Biologically Optimized Radiation Therapy
We are committed to supporting the rapidly growing clinical trials portfolio with the goal of biologically optimizing radiation therapy.
Integrating Radiation Therapy with Immunotherapy
Immunotherapy is altering the landscape of cancer treatment, using the immune system to attack and destroy cancer cells. Combined with radiation therapy, the two therapies can work synergistically with the immune system by turning the tumor into a localized vaccine. A wealth of data has shown the interactions between radiation and the immune system, and it is now widely accepted that the therapeutic effect of ionizing radiation contains an immune-mediated component, necessitating the presence of immune cells.
The effects of radiotherapy encompass a spectrum of mechanisms, which also include the destruction of tumor-associated stroma, the promotion of signals that guide the transition from non-specific to adaptive immune responses, and other factors. This increasingly complex landscape of therapy choices necessitates models that connect the quantitative response assessments of the tumor, its subpopulations, and the immune system to clinical decision-making.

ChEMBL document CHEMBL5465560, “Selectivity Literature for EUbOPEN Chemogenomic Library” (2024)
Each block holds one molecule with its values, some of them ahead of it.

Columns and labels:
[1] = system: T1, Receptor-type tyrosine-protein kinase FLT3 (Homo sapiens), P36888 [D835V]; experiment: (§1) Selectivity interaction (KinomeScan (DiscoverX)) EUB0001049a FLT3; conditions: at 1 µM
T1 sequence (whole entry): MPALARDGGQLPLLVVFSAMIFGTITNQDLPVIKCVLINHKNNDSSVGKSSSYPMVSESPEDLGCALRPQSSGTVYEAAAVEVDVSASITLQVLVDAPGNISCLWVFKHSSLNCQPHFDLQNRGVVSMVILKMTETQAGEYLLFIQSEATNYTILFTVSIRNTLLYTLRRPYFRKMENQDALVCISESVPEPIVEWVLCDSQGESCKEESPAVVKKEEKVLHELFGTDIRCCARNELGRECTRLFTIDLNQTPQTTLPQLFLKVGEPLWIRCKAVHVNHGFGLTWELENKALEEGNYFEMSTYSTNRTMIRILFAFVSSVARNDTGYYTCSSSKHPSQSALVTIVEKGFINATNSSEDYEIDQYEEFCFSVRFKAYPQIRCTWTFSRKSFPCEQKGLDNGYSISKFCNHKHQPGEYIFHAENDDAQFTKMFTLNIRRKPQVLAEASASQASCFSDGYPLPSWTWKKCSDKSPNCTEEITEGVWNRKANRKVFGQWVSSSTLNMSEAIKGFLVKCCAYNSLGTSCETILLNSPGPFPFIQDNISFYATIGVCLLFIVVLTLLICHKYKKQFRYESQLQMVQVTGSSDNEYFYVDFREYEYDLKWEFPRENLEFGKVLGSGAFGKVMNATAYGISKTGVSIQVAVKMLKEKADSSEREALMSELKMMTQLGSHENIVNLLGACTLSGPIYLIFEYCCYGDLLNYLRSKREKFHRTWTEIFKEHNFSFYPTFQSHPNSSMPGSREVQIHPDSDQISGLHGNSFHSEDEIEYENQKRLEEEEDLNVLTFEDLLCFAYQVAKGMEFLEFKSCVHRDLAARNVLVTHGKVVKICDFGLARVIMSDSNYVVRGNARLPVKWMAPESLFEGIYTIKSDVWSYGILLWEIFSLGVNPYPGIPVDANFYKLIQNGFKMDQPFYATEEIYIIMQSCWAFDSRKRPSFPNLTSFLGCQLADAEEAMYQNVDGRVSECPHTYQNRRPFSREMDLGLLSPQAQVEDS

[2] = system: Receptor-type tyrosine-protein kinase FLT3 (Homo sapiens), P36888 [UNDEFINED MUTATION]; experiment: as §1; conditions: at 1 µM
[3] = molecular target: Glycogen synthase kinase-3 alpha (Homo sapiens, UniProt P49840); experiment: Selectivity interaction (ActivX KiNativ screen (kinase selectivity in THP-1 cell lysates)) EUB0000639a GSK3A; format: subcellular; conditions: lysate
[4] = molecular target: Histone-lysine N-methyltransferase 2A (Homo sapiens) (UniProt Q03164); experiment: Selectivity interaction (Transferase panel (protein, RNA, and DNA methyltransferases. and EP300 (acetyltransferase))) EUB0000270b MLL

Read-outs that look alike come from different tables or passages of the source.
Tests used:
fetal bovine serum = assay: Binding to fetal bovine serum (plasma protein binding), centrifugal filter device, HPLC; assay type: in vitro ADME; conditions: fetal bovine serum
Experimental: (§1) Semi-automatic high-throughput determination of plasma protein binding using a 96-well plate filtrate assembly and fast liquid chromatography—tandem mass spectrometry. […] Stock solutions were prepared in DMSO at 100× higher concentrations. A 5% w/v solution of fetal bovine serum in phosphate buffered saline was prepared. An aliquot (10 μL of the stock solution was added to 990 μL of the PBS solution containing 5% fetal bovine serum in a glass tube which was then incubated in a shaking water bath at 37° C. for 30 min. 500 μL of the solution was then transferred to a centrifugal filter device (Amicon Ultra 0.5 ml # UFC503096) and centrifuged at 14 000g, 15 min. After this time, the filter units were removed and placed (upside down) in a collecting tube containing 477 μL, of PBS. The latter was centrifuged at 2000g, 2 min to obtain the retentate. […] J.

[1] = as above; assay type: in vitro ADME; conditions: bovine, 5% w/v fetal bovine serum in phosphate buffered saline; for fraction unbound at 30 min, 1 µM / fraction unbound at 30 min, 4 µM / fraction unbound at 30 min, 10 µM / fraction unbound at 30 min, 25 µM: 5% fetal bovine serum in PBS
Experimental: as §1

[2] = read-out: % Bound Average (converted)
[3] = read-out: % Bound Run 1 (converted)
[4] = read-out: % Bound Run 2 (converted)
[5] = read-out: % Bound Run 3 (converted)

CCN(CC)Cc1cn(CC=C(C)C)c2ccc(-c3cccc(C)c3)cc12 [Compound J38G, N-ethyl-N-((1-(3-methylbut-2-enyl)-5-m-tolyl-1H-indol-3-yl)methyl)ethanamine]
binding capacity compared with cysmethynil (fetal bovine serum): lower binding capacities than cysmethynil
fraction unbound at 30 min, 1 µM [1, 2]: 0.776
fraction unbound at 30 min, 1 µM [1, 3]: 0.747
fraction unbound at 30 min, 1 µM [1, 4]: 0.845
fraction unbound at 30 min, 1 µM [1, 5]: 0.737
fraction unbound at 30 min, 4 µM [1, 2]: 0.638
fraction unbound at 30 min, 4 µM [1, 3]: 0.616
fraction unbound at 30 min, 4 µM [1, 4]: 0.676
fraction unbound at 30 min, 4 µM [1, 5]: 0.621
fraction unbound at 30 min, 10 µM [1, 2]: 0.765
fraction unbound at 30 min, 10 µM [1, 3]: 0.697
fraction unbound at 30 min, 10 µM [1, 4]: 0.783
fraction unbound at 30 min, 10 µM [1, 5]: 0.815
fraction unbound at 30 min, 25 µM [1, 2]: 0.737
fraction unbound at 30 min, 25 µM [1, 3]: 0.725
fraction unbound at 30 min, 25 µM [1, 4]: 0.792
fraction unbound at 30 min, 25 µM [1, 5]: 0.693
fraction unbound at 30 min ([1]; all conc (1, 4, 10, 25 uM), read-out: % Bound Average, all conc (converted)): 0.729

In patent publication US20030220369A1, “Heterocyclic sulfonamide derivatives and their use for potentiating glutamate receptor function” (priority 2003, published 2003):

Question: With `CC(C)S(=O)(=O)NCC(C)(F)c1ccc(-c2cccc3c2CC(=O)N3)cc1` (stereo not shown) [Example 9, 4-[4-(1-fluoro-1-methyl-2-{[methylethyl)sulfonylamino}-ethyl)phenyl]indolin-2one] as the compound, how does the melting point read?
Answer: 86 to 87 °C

Our researchers rely on information about our patients and their specific cancers to inform this decision-making; your participation in clinical trials will help guide our data-driven approach.
Radiation Therapy Combined with Molecular Targeted Agents
Radiation can be combined with chemotherapy and targeted agents to enhance the eradication of visible tumors to improve survival outcomes. Targeted agents are selected according to the genomic characteristics of a cancer, which requires additional testing.
The current practice of radiation oncology is primarily based on precise technical delivery of highly conformal, image-guided radiation treatments. The precision medicine revolution has provided radiation oncologists with tremendous opportunities to enhance the anti-tumor effects of radiation therapy, potentially with less normal tissue toxicity than traditional chemotherapeutic radiosensitizers. However, a large body of pre-clinical research and clinical investigations on molecular targeted radiosensitizers has not yet translated into any meaningful number of FDA-approved combinations of radiation with these agents. There exist distinct challenges to clinical translation of radiation/drug combinations that the field is only beginning to appreciate.
To address this, Mass General has launched an NCI-funded translational research initiative to accelerate the pace by which promising combinations of radiation, chemotherapy, and targeted radio-sensitizing agents are identified and subsequently clinically tested. Our researchers work closely with the Cancer Center to investigate tumor models and a panel of agents to accelerate advances in this novel field.